EWAN LAMB reports
The fund which Scottish Borders Council uses to meet the cost of severance packages and early retirement deals will be completely used up less than two months into the new financial year if councillors agree to let another 53 staff members go when they meet on Thursday.
Now the council faces the prospect of taking hundreds of thousands of pounds from other budgets to meet the £1.3 million bill for the departure of 15 administrative staff and 38 members of the teaching establishment. And other sources of funding will be have to identified if other so-called Golden Goodbyes are approved before the end of March 2016.
A "Managing Our Workforce" report to be considered at the full council meeting reveals that no fewer than 102 teachers expressed an interest in taking redundancy or early retirement during the three months from January to March this year. In addition there were 34 volunteers from other departments.
Senior officers have approved 15 of those applications which will involve one-off costs of £516,051. But it is claimed the departing staff members will allow the local authority to make annual savings of £320,763 on salaries.
Most of the successful candidates for lump sums of up to £38,000 are no longer required because of service restructuring. They range in age from 51 to 61. The departures will place a strain on the council's pension fund of £350,730.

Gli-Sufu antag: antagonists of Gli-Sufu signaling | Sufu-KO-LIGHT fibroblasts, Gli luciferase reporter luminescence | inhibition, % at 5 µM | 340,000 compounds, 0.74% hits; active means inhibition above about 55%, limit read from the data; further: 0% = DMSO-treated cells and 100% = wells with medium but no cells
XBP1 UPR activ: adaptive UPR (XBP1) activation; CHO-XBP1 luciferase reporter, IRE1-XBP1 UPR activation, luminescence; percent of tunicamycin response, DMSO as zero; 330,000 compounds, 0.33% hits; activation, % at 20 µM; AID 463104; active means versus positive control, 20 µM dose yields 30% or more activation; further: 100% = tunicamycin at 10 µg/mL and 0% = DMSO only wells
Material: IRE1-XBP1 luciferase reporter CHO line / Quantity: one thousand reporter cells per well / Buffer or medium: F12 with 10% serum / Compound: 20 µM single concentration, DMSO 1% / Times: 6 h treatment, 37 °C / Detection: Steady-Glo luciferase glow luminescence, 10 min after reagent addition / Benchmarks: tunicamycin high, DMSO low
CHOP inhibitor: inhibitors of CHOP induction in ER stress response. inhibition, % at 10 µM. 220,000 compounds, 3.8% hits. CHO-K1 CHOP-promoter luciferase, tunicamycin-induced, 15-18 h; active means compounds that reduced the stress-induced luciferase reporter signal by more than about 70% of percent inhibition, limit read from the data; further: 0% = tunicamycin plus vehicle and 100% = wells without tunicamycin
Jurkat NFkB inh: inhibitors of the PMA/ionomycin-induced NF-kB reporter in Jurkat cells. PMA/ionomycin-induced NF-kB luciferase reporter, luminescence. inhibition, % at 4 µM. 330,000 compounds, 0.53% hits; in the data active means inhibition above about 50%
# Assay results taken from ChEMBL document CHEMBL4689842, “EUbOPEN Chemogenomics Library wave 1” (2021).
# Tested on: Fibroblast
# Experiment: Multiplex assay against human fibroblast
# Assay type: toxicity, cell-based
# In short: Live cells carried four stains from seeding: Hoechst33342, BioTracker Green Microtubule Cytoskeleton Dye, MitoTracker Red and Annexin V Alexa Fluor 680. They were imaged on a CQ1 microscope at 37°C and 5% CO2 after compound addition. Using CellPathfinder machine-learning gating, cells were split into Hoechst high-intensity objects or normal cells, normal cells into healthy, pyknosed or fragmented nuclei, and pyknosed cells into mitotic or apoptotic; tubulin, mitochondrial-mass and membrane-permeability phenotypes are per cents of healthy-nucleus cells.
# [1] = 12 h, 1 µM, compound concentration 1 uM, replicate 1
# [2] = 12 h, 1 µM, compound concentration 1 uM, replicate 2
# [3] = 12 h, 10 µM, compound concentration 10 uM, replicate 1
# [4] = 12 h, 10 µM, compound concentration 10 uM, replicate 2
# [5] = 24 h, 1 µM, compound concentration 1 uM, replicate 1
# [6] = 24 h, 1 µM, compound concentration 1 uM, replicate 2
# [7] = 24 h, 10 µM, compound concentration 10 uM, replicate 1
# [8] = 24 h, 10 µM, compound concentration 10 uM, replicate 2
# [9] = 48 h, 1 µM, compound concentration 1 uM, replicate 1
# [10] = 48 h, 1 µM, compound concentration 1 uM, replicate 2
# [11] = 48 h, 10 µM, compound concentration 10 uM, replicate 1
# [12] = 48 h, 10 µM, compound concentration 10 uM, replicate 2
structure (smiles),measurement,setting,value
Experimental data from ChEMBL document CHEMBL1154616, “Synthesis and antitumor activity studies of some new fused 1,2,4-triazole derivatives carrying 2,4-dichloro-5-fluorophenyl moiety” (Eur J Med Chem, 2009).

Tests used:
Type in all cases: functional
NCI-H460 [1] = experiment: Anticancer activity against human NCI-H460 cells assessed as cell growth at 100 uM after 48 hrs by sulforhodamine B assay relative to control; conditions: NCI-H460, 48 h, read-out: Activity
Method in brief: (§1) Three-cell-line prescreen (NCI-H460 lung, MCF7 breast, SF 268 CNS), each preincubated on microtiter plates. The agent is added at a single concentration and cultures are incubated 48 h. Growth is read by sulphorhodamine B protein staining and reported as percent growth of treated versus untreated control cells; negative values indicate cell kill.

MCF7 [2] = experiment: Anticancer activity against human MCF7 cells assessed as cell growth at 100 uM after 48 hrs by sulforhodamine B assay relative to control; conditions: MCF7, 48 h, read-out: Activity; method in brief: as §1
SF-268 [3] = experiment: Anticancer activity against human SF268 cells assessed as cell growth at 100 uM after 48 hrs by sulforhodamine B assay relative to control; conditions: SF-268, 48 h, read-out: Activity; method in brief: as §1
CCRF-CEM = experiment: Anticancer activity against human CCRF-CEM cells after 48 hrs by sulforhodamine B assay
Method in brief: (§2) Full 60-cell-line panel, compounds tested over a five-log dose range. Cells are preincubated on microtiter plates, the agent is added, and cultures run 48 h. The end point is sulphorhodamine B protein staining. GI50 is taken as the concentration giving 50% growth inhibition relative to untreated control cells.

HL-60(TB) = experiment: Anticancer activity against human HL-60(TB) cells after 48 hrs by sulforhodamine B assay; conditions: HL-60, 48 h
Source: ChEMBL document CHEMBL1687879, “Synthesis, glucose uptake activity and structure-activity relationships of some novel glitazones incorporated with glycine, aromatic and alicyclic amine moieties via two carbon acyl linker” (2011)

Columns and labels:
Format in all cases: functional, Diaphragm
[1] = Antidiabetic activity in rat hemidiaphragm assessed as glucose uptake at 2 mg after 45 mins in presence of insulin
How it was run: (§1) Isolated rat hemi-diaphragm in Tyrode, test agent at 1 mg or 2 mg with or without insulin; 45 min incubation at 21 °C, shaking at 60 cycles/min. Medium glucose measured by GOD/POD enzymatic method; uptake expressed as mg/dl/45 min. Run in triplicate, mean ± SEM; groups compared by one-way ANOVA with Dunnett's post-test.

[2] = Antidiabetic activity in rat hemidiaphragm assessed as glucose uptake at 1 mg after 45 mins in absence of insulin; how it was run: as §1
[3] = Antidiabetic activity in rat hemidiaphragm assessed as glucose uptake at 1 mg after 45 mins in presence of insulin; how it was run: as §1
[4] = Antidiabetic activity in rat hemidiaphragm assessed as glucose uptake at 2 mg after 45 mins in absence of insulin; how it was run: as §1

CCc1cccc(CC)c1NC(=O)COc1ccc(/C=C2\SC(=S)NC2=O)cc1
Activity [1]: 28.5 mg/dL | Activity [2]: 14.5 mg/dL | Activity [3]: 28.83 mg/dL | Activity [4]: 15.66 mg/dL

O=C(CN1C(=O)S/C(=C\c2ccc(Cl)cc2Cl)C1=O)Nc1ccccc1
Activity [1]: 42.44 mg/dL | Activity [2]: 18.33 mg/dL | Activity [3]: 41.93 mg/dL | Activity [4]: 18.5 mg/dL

The 38 members of the education service whose requests to leave have been recommended for approval will involve expenditure of £749,539 for 27 severance payments together with £48,201 for 11 pension payments. Annual savings of £503,112 are predicted.
The cost of dispensing with the services of the 38 will be met in part by the £201,949 left in the 2015/16 voluntary severance/early retirement budget. But the exercise will also require a £200,000 departmental contribution with the remaining £395,791 coming from identified corporate funding.
"Action recommended in this report will utilise the full 2015/16 budget for early retirement", adds the document. "Any further approaches before 31/3/2016 will require further budgets to be identified."
Teachers retiring from the Borders education service will have to be replaced under the terms of the local government funding mechanism introduced by the Scottish Government.
The report explains: "This demands the absolute number of teachers and the pupil-teacher ratio to be maintained at 2014/15 levels. A failure to replace teaching staff will result in a significant financial penalty to the council.
"To avoid this risk, before staff are released new replacement teachers will require to have been interviewed and appointed with contracts of employment in place for the start of the new academic year."
The number of staff leaving Borders secondary schools are: Galashiels Academy 7, Berwickshire High School 2, Selkirk High School 5, Peebles High School 5, Eyemouth High School 2, Hawick High School 3, Kelso High School 2 and Earlston High School 2. The remaining volunteers for early retirement work in primary education.